The civilian board that oversees the Los Angeles Police Department will decide Tuesday whether two officers violated department policy when they shot and killed Ezell Ford last summer in South L.A.
The Police Commission’s decision will punctuate a nearly 10-month review of the fatal shooting of the mentally ill 25-year-old, whose death became a local rallying cry against police killings of black men. The deadly Aug. 11 encounter strained tensions between South L.A. and the LAPD, which was criticized not only for the officers’ actions but for what some residents described as a lack of transparency in the department's investigation.
In an unusual move, police commissioners are only scheduled to hear public comments Tuesday morning at their weekly meeting before going into closed session to deliberate the Ford shooting. The public meeting begins at 9:30 a.m.
Commissioners will weigh recommendations from LAPD Chief Charlie Beck and the department’s independent inspector general, who both found the officers' were justified in shooting Ford after investigators turned up evidence indicating he grabbed for an officer's holstered gun during a struggle, according to sources familiar with the matter.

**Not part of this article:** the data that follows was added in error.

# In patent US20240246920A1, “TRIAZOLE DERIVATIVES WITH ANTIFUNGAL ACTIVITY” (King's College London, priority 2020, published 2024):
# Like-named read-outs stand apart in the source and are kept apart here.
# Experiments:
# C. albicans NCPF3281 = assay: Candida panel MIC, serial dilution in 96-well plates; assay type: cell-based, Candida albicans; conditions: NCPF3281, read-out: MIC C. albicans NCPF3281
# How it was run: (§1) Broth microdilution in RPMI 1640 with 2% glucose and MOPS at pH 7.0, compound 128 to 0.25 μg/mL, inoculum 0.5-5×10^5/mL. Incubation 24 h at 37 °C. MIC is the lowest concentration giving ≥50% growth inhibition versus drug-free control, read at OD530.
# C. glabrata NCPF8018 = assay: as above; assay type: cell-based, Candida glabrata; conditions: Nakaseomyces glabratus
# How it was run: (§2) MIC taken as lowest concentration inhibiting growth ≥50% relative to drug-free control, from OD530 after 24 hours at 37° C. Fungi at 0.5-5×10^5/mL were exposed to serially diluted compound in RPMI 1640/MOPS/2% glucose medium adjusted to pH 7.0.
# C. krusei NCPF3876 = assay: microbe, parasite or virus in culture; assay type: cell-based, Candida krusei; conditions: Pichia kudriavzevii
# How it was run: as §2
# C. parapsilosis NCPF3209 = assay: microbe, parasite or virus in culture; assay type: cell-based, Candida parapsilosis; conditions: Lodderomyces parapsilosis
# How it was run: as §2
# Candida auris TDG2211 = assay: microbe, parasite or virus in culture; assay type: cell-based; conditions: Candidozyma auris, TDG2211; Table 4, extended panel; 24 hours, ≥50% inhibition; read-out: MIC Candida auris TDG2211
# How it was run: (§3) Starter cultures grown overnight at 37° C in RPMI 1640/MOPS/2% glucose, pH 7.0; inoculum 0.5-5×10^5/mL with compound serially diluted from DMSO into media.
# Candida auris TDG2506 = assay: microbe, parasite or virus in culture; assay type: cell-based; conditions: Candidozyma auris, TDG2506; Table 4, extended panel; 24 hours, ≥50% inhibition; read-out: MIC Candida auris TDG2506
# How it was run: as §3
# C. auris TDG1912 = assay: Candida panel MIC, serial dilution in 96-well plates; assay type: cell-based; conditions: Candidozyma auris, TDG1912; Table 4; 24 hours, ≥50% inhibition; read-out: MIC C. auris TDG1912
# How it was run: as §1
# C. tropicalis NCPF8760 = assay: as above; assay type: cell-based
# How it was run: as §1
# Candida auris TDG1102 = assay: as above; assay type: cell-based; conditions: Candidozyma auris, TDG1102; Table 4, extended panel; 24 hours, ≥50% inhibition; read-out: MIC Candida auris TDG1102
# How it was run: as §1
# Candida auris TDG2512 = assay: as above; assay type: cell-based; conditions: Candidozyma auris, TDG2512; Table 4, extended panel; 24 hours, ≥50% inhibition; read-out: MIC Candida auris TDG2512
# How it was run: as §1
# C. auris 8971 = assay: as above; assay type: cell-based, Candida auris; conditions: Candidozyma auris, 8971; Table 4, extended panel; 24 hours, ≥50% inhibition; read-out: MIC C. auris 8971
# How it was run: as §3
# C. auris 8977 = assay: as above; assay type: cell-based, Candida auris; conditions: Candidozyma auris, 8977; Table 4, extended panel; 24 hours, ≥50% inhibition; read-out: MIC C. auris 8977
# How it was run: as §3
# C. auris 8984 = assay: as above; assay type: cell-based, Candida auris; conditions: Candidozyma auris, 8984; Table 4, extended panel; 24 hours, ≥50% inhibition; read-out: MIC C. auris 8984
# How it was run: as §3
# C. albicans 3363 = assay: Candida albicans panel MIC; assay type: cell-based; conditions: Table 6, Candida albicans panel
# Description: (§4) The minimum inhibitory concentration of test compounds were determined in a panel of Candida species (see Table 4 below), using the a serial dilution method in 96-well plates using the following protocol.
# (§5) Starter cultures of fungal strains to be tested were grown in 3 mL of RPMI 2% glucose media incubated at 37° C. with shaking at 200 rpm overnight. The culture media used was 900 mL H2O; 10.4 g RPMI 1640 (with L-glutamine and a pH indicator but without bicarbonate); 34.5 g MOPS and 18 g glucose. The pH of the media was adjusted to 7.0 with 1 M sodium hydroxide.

But the inspector general, Alex Bustamante, has raised concerns about whether the officers had a legal justification to make the stop and concluded that their tactics were inappropriate, the sources said.
Even if the commission finds that Ford posed a deadly threat, it will have to grapple with whether the officers’ decisions and actions beforehand were so flawed they led to a fatal confrontation that didn’t need to occur.
The demonstrators, part of the Black Lives Matter movement, have called on Garcetti to fire Beck and for the commission to make its decision in public. The commission deliberates behind closed doors when deciding whether shootings were justified.
Garcetti said in a statement that he was confident the commission would “conduct an impartial and fair-minded review” of the shooting.
Ford’s mother, Tritobia, has also criticized the LAPD for not releasing more information about her son’s death. She said she shared the same concerns as the inspector general about why the officers approached her son, and that she wanted the U.S. Justice Department to investigate her son’s death.
An FBI spokeswoman told The Times that federal officials "will await the outcome of the investigative process at the local level to determine if further action is warranted at the federal level."
Ford, who was diagnosed with schizophrenia and bipolar disorder, was walking along West 65th Street near his family’s home when two officers, Sharlton Wampler and Antonio Villegas, approached him. The LAPD has not publicly said why the officers stopped Ford.